Carlo Lacsina (@UltraMudkipEX), YouTube): Get rid of leveling for themepark MMOs. What’s the point anymore? It’s just something in the way, and with WoW players able to level up in a few hours what’s the point of keeping it? At this point is pretty much a formality. Most of the stat points come from gearscore anyway and all it does is increase the gap between players in endgame and approaching endgame. Instead of linear progression, a matrix style would be better. Imagine spawning into a game and there are different narrative paths that lead players to their content of choice. They can choose to join some special force that deals with the most brutal dangers (raids), choose a faction to battle it out with another faction (PvP) or sign up with the adventurer’s guild (small scale PvE/story quests). That would be so much nicer.

Speaking of lore, do we always have to be the big hero in our MMOs? I don’t like being the chosen one anymore; it’s sooooo played out. Again, taking on the role of a demon hunter in an MMO makes more sense than the demon hunter in an MMO. It opens up much more narrative freedom too, making it easier for players to get all the more freedom to do what they want with who they want.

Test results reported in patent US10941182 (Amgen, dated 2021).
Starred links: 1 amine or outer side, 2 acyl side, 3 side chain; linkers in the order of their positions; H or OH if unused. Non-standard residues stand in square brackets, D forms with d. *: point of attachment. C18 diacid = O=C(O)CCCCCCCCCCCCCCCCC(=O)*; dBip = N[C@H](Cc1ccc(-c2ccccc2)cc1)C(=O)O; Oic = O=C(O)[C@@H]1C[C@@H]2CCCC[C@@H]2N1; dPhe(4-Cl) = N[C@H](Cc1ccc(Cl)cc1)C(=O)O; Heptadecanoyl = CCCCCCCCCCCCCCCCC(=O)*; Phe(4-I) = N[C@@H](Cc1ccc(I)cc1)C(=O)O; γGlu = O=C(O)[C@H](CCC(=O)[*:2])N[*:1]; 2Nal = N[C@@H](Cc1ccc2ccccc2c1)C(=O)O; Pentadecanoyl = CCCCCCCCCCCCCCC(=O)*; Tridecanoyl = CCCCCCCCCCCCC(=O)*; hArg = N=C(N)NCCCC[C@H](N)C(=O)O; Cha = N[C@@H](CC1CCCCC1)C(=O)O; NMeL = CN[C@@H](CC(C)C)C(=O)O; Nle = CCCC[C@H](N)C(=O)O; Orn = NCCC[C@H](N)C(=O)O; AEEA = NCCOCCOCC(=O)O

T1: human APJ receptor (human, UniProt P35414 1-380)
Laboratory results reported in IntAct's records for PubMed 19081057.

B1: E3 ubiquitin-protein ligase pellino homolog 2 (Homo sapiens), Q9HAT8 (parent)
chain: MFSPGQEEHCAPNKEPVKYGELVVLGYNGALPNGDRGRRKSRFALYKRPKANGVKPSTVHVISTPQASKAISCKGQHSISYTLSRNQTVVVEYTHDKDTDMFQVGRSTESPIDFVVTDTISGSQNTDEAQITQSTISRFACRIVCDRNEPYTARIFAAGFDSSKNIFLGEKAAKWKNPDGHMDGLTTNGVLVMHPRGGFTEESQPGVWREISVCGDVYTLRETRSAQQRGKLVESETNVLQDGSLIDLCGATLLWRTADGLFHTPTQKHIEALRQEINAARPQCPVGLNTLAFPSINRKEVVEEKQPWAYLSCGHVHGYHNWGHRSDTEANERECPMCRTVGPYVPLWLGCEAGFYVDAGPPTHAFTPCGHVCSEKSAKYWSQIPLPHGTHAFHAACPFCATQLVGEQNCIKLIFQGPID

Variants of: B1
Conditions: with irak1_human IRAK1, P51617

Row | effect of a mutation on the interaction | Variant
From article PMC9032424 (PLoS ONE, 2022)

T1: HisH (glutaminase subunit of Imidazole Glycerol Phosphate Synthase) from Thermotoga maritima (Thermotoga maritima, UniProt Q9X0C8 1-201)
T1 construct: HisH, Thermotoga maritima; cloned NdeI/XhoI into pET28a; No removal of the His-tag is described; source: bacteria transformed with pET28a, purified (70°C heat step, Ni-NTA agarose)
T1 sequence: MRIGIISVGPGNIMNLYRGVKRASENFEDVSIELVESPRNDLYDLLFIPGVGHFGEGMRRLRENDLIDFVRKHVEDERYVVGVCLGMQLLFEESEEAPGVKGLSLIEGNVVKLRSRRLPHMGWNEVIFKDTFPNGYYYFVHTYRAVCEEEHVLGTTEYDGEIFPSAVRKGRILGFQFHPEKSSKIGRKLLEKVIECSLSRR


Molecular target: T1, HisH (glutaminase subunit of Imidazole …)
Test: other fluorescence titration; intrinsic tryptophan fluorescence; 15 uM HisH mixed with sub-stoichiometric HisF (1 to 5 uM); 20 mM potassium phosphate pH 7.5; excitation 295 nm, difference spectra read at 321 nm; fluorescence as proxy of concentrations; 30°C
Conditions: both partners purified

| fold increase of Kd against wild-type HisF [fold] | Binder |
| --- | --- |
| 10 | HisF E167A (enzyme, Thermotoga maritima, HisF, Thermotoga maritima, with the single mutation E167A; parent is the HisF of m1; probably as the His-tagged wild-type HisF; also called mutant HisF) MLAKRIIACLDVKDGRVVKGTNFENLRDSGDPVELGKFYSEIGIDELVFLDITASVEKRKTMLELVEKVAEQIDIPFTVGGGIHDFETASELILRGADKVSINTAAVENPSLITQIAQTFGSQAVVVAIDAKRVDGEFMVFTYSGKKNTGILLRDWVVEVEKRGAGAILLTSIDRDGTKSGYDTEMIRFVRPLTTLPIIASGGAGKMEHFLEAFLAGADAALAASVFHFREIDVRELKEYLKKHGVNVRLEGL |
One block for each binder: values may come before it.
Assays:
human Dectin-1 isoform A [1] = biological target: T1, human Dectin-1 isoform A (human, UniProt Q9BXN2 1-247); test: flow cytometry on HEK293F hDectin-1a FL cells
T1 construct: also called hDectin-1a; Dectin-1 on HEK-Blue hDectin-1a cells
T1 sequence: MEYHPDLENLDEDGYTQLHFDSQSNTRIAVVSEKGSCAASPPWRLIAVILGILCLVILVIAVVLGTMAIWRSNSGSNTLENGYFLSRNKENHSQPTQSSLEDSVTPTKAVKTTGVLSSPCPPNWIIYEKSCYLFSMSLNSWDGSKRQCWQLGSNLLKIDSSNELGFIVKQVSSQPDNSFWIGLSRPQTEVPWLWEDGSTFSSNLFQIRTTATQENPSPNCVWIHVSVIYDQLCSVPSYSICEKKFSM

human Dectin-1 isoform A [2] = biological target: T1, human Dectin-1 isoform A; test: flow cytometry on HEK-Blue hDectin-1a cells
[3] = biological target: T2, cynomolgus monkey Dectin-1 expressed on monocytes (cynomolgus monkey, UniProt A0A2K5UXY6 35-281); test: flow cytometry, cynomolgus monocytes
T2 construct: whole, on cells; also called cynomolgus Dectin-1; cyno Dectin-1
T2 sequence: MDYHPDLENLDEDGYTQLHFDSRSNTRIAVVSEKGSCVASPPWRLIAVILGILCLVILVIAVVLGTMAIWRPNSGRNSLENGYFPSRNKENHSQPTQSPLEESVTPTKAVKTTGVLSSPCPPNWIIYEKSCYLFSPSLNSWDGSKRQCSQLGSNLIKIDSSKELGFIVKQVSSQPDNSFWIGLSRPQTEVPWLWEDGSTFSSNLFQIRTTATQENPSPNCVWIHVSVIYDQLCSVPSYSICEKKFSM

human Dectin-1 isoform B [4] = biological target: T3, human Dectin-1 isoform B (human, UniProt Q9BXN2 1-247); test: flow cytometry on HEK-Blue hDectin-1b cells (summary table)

Also, glamour systems and PvP shouldn’t be gated behind story.

Chris Neal (@wolfyseyes, blog): Loot rolling. We have the technology now where players can have their own loot rewards based on their chosen class and character level. There really isn’t any reason why the loot roll system can’t be launched in to the sun.

Justin Olivetti (@Sypster, blog): I really want to see MMO developers put to death super-obscure gearing systems. Practically every MMO I know seems to have these weird and non-intuitive ways to gear up, systems that are typically added post-launch. I get headaches trying to figure them out and grow angry at studios that don’t seem to realize that they’ve made something that the devs might understand well but the average player will find incomprehensible. Gear progression doesn’t need to be an IKEA instruction manual!